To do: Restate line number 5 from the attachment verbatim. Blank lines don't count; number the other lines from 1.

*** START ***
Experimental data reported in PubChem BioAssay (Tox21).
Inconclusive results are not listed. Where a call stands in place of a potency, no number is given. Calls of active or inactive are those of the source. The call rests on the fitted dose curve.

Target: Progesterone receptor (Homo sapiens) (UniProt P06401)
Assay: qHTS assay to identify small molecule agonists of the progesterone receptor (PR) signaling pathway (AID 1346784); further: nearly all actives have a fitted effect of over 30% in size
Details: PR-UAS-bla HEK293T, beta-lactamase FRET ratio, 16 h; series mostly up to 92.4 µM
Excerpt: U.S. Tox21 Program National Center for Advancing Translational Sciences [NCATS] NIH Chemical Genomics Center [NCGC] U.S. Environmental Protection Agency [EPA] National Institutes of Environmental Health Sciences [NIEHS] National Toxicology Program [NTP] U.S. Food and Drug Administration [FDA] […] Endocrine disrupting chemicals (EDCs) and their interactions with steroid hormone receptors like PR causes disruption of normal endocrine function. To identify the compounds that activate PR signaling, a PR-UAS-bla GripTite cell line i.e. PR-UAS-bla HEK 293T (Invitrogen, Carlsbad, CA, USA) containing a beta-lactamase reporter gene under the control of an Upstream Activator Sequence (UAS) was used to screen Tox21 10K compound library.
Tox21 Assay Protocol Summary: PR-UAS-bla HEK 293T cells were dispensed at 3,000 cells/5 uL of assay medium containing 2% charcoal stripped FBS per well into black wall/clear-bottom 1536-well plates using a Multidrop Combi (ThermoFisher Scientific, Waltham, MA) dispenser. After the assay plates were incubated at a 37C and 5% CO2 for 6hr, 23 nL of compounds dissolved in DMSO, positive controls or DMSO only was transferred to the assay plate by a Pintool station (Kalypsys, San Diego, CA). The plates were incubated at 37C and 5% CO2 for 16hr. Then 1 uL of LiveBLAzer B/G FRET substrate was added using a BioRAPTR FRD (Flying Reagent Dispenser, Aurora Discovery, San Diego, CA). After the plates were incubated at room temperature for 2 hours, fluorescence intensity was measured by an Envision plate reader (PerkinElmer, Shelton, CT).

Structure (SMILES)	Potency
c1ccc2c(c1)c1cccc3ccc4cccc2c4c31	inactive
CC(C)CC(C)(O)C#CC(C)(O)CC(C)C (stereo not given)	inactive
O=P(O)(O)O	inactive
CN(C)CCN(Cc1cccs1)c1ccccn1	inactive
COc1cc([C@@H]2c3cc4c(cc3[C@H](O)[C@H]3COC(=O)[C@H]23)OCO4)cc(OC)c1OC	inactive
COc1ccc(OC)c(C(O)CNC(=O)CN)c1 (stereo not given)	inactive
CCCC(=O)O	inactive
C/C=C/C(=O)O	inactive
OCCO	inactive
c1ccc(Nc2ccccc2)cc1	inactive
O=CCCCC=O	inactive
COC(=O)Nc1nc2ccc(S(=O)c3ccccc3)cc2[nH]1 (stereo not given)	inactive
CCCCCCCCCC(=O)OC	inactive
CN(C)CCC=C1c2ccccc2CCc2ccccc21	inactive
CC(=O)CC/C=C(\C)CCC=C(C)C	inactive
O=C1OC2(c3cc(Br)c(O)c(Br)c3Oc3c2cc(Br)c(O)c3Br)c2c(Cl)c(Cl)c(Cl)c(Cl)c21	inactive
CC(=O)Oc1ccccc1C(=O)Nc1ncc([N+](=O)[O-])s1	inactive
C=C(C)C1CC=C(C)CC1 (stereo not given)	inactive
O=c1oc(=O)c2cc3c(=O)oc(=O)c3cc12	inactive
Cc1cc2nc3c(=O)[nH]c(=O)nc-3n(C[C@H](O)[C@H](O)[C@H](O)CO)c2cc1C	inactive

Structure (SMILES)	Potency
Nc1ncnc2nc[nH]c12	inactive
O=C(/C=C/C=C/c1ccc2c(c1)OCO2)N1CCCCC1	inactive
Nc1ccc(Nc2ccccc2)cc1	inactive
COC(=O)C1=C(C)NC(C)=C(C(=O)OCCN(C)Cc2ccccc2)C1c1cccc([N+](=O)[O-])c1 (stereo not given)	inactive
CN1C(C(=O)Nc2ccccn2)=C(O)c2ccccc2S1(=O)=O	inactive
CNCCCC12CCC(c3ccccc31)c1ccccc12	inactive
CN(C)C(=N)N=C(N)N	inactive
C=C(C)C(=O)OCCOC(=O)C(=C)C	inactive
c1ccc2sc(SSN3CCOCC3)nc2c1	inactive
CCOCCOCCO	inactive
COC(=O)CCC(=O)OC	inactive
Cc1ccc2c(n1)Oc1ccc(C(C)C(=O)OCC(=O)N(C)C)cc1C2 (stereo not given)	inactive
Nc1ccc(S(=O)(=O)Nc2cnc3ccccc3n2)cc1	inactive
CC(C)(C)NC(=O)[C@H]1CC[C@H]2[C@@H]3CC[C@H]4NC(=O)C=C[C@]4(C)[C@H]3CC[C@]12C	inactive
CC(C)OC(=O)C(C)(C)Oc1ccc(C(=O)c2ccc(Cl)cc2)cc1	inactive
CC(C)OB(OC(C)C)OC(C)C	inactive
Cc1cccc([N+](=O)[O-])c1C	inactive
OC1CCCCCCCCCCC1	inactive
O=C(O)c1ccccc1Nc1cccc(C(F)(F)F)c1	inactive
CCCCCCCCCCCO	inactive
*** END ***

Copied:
Details: PR-UAS-bla HEK293T, beta-lactamase FRET ratio, 16 h; series mostly up to 92.4 µM